Bipolar manic-depressive psychoses: Results of a genetic investigation
- Cite this article as:
- Angst, J., Frey, R., Lohmeyer, B. et al. Hum Genet (1980) 55: 237. doi:10.1007/BF00291773
- 86 Downloads
Ninety-five patients with bipolar manicdepressive disorders were followed from 1959 to 1975, and their first-degree relatives (N=617) were studied. In the search for heterogeneity of bipolar illness the patients were subclassified according to various criteria: sex, age at onset, number of episodes, and longitudinal syndrome subtypes (Dm, MD, Md), and the genetic findings were used as an external criterion.
The first-degree relatives of female probands showed a higher morbidity risk for psychiatric disorders than the relatives of male probands, and the highest morbidity risk was found in the female relatives of female probands. Early onset and late-onset patients did not differ from a genetic point of view. Patients with ten episodes or more showed slightly higher family morbidity than those with less than ten episodes.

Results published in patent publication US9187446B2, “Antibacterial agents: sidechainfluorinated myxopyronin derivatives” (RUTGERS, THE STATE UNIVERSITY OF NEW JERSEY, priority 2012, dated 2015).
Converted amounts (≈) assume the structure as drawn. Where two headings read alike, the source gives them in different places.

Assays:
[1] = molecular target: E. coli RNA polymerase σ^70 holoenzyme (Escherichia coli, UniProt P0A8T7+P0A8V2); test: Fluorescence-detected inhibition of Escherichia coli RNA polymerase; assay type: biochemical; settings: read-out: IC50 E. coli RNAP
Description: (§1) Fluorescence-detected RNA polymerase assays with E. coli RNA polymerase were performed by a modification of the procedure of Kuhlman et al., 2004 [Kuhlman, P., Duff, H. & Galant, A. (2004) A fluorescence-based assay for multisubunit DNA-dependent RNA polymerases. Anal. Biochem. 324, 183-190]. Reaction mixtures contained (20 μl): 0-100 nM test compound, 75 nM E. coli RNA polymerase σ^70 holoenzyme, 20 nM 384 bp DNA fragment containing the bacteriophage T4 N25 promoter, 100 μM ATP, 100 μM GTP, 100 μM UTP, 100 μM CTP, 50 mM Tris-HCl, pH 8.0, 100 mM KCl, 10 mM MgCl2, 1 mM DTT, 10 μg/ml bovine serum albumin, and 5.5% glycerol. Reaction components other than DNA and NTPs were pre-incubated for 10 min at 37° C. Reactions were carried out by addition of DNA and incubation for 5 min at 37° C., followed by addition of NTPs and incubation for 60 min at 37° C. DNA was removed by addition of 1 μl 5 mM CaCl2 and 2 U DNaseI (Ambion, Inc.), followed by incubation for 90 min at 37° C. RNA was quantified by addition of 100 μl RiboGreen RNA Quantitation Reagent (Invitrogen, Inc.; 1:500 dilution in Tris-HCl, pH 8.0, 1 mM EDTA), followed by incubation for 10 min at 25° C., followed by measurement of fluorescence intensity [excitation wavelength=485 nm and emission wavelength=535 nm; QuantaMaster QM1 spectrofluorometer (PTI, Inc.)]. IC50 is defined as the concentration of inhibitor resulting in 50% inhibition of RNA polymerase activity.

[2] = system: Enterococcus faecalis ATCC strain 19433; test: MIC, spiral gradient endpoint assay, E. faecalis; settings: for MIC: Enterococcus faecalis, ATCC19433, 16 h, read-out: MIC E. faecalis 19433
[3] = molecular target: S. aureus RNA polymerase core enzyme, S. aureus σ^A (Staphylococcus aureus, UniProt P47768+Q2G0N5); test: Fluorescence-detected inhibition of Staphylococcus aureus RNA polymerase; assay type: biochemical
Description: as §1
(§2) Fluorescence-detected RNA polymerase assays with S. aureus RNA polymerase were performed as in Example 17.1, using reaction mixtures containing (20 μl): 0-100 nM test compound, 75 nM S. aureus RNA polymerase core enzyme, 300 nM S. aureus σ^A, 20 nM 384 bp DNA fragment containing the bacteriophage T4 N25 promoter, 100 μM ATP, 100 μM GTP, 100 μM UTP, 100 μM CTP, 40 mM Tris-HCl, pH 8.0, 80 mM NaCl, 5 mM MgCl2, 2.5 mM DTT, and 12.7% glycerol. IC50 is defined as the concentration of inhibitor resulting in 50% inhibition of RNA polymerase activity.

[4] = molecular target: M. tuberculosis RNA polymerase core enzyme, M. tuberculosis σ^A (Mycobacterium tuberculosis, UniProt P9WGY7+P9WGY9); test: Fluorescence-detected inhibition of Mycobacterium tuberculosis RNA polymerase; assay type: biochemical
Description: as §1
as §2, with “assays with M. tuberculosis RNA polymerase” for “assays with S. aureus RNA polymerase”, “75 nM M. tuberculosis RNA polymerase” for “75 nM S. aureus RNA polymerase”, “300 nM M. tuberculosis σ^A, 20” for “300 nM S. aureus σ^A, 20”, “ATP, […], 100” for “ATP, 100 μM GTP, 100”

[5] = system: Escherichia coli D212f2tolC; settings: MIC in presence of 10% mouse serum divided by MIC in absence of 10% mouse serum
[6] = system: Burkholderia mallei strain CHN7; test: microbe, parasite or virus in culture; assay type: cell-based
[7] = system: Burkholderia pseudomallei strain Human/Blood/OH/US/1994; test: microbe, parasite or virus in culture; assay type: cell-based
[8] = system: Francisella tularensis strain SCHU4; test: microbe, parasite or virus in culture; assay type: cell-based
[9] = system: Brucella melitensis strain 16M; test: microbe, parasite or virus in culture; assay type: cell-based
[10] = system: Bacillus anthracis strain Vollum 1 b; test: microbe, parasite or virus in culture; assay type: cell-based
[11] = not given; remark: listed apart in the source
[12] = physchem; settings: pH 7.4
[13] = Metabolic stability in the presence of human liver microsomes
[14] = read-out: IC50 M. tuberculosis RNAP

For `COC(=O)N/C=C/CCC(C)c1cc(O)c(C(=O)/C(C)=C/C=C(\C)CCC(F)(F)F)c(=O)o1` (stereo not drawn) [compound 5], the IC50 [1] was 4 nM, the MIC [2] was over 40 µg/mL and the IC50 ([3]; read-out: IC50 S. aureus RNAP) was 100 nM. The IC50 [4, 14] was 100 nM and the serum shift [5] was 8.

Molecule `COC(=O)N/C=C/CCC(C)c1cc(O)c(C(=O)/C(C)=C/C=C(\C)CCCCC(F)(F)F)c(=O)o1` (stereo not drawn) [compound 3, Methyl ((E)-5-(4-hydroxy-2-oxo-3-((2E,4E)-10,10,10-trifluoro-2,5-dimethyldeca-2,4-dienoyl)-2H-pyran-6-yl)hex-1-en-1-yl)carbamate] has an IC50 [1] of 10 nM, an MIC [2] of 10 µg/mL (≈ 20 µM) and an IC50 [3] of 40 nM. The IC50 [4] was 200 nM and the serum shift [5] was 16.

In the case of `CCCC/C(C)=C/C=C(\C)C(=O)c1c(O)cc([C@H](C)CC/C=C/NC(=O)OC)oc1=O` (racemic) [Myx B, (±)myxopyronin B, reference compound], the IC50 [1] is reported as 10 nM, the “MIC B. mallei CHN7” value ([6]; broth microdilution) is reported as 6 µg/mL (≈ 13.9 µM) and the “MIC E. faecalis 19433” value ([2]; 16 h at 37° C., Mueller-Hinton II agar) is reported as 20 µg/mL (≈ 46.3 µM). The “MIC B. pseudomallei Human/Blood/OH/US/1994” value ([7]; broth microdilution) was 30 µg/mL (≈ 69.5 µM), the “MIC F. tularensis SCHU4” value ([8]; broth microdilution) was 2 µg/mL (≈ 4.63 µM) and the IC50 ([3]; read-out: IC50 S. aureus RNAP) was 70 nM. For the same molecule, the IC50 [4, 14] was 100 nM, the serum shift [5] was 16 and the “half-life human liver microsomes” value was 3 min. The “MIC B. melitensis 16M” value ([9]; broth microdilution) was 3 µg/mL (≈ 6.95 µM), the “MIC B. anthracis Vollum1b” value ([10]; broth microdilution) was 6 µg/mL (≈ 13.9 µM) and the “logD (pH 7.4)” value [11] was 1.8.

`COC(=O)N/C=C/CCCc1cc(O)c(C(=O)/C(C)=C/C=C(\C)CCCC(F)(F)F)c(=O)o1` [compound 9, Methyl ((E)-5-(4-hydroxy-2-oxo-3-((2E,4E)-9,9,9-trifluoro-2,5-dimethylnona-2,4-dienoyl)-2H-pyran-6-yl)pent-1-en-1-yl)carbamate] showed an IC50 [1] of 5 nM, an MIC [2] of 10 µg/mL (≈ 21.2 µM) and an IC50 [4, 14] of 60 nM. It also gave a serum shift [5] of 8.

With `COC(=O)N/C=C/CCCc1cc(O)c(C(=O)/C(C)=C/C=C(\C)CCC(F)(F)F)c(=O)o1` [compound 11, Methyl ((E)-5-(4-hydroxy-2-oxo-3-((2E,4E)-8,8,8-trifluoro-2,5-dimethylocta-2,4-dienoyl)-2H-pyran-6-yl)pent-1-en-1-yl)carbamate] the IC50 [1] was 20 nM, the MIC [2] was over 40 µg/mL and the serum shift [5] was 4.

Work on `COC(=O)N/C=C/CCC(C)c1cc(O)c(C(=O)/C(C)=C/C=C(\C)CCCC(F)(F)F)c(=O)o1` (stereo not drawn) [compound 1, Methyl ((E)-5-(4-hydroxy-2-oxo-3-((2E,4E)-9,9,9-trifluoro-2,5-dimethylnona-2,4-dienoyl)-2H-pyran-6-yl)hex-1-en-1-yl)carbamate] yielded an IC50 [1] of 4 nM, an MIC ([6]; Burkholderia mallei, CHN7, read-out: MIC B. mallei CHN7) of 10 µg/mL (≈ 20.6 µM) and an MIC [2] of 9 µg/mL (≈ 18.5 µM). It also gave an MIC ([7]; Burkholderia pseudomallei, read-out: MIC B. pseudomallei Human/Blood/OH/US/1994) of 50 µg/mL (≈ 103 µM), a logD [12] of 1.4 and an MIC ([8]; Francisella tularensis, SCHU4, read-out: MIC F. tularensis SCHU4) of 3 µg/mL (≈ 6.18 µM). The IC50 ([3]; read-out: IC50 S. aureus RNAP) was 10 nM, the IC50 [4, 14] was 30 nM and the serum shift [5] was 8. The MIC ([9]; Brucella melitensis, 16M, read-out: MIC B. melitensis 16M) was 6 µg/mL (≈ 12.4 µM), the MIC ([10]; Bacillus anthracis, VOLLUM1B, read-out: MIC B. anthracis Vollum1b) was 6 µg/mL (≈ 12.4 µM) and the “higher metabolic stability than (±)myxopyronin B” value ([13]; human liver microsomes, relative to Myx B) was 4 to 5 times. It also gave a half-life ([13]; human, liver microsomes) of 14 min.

The three subtypes of bipolar disorders preponderantly depressed (Dm), nuclear type (MD), and preponderantly manic (Md), showed significant genetic differences. The families of type Dm had the highest morbidity, and families of type Md, the lowest! The type MD took an intermediate position. The results are surprising and not compatible with current hypotheses of multifactorial heredity assuming a continuum from depression to mania with distinct thresholds for the manifestation of unipolar depression, bipolar psychosis, and pure mania. The findings also do not suggest the existence of a drug-induced hypomania.
Father-son transmission was frequent, and this fact excludes a substantial amount of X-chromosomal inheritance.
Parents, siblings, and children exhibited roughly the same morbidity risk. If a proband had an affected parent, the morbidity risk for his siblings and children was nearly twice as high as without such a parent (38% vs 21%). The analysis of the intrafamilial distribution of diagnoses supported the assumption that “neurotic depression” belongs to the true spectrum of affective psychoses.